Later Christians have criticized this hymn for having a condescending sense of the superiority of Western culture. Such phrases as "error's chain," "heathen in his blindness," and "men benighted" were, however, the very terms that motivated 19th-century American missionaries. For these young men and women inflamed with a love for God and a concern for the "lost," these hymns expressed noble goals. They also reflected notions of "manifest destiny"—God's plan to fill the earth with democratic ideals and the Christian gospel. God, it seemed, had chosen America to be the bearer of good news to the nations.
"Flow thou to every nation"
Inspired by hymns, sent out into their fields of labor with these words ringing in their ears, missionaries brought music with them. Though preoccupied with translating the Bible into the Burmese language, Adoniram Judson found time to write at least two hymns: "Our Father, God, Who art in Heaven" soon after his release from a Burmese dungeon, and "Come Holy Spirit, Dove Divine" after an especially encouraging year in which nearly 300 Burmese were baptized. His second wife, Sarah Boardman, wrote 20 hymns for the Burmese hymnbook. Over the course of the 19th century, missionaries even began seeing the value of hymns as evangelistic tools in their own right.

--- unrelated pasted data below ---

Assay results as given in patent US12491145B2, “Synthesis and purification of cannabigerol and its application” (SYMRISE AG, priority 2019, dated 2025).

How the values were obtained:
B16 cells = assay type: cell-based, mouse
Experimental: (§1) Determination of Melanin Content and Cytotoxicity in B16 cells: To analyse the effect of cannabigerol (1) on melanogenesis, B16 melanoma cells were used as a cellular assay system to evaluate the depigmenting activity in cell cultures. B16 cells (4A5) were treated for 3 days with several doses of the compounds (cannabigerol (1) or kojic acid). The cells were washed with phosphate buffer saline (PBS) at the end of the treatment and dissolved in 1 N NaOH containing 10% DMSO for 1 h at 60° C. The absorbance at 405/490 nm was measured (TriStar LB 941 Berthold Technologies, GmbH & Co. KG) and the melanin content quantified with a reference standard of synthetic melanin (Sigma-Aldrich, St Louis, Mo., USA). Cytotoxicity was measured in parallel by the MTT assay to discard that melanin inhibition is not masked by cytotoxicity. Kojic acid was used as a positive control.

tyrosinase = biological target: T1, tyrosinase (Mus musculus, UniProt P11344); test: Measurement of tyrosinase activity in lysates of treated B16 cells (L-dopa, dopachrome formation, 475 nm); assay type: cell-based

In succeeding generations, the missions theme of "Go, ye heralds of salvation . . . to the ends of the Earth" would continue and gain momentum. However, motivated in part by Victorian concerns about societal injustices, the emphasis was more and more on God's call to individuals to go forth and rescue sinners, as in Fanny Crosby's "Rescue the perishing, care for the dying," or Philip Bliss's "Let the lower lights be burning . . . Some poor fainting, struggling seaman, you may rescue, you may save."
But for those early generations of missionaries, the optimistic conviction of God's sovereignty over the nations and his coming reign on earth gave those heralds the confidence to go in the first place:
Blest river of salvation, pursue thy onward way;
Flow thou to every nation, nor in thy riches stay:
Stay not till all the lowly triumphant reach their home;
Stay not till all the holy proclaim, "The Lord is come."
John W. Worst is professor emeritus of music at Calvin College in Grand Rapids, Michigan.
Copyright © 2006 by the author or Christianity Today/Christian History & Biography magazine.